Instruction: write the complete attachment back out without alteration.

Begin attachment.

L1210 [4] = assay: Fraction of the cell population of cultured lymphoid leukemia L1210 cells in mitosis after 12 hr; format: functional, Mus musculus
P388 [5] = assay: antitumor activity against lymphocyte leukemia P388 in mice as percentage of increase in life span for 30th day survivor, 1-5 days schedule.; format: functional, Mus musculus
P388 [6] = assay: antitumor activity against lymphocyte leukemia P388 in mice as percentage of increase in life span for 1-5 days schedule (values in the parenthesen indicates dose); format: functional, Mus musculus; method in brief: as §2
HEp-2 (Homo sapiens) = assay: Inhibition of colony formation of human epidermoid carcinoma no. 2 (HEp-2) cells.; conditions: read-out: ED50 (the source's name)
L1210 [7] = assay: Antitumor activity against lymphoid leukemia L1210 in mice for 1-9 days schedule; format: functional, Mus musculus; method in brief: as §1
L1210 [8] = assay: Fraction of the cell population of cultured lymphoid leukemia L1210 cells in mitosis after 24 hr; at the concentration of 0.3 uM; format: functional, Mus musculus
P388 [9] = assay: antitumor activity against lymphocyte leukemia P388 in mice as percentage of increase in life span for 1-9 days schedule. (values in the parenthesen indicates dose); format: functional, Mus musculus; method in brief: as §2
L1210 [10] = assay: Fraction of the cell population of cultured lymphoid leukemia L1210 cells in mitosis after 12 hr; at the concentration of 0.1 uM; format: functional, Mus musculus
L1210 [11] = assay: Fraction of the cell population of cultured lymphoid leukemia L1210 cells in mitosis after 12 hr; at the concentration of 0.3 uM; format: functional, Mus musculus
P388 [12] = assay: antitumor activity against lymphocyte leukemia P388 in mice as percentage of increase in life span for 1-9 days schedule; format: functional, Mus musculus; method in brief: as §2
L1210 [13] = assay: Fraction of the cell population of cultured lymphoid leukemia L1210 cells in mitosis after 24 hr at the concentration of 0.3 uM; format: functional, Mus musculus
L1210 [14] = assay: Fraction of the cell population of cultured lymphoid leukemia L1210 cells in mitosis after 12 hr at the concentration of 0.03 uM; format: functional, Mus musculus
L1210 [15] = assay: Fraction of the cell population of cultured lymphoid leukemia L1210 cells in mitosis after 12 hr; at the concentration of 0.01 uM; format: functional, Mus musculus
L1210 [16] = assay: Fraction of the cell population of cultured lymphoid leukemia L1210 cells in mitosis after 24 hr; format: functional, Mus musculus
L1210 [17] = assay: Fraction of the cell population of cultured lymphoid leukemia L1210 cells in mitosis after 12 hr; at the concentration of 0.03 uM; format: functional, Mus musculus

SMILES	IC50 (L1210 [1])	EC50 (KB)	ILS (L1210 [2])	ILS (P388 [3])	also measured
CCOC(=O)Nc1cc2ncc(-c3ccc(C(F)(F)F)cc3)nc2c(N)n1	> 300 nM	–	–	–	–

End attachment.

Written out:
L1210 [4] = assay: Fraction of the cell population of cultured lymphoid leukemia L1210 cells in mitosis after 12 hr; format: functional, Mus musculus
P388 [5] = assay: antitumor activity against lymphocyte leukemia P388 in mice as percentage of increase in life span for 30th day survivor, 1-5 days schedule.; format: functional, Mus musculus
P388 [6] = assay: antitumor activity against lymphocyte leukemia P388 in mice as percentage of increase in life span for 1-5 days schedule (values in the parenthesen indicates dose); format: functional, Mus musculus; method in brief: as §2
HEp-2 (Homo sapiens) = assay: Inhibition of colony formation of human epidermoid carcinoma no. 2 (HEp-2) cells.; conditions: read-out: ED50 (the source's name)
L1210 [7] = assay: Antitumor activity against lymphoid leukemia L1210 in mice for 1-9 days schedule; format: functional, Mus musculus; method in brief: as §1
L1210 [8] = assay: Fraction of the cell population of cultured lymphoid leukemia L1210 cells in mitosis after 24 hr; at the concentration of 0.3 uM; format: functional, Mus musculus
P388 [9] = assay: antitumor activity against lymphocyte leukemia P388 in mice as percentage of increase in life span for 1-9 days schedule. (values in the parenthesen indicates dose); format: functional, Mus musculus; method in brief: as §2
L1210 [10] = assay: Fraction of the cell population of cultured lymphoid leukemia L1210 cells in mitosis after 12 hr; at the concentration of 0.1 uM; format: functional, Mus musculus
L1210 [11] = assay: Fraction of the cell population of cultured lymphoid leukemia L1210 cells in mitosis after 12 hr; at the concentration of 0.3 uM; format: functional, Mus musculus
P388 [12] = assay: antitumor activity against lymphocyte leukemia P388 in mice as percentage of increase in life span for 1-9 days schedule; format: functional, Mus musculus; method in brief: as §2
L1210 [13] = assay: Fraction of the cell population of cultured lymphoid leukemia L1210 cells in mitosis after 24 hr at the concentration of 0.3 uM; format: functional, Mus musculus
L1210 [14] = assay: Fraction of the cell population of cultured lymphoid leukemia L1210 cells in mitosis after 12 hr at the concentration of 0.03 uM; format: functional, Mus musculus
L1210 [15] = assay: Fraction of the cell population of cultured lymphoid leukemia L1210 cells in mitosis after 12 hr; at the concentration of 0.01 uM; format: functional, Mus musculus
L1210 [16] = assay: Fraction of the cell population of cultured lymphoid leukemia L1210 cells in mitosis after 24 hr; format: functional, Mus musculus
L1210 [17] = assay: Fraction of the cell population of cultured lymphoid leukemia L1210 cells in mitosis after 12 hr; at the concentration of 0.03 uM; format: functional, Mus musculus

SMILES	IC50 (L1210 [1])	EC50 (KB)	ILS (L1210 [2])	ILS (P388 [3])	also measured
CCOC(=O)Nc1cc2ncc(-c3ccc(C(F)(F)F)cc3)nc2c(N)n1	> 300 nM	–	–	–	–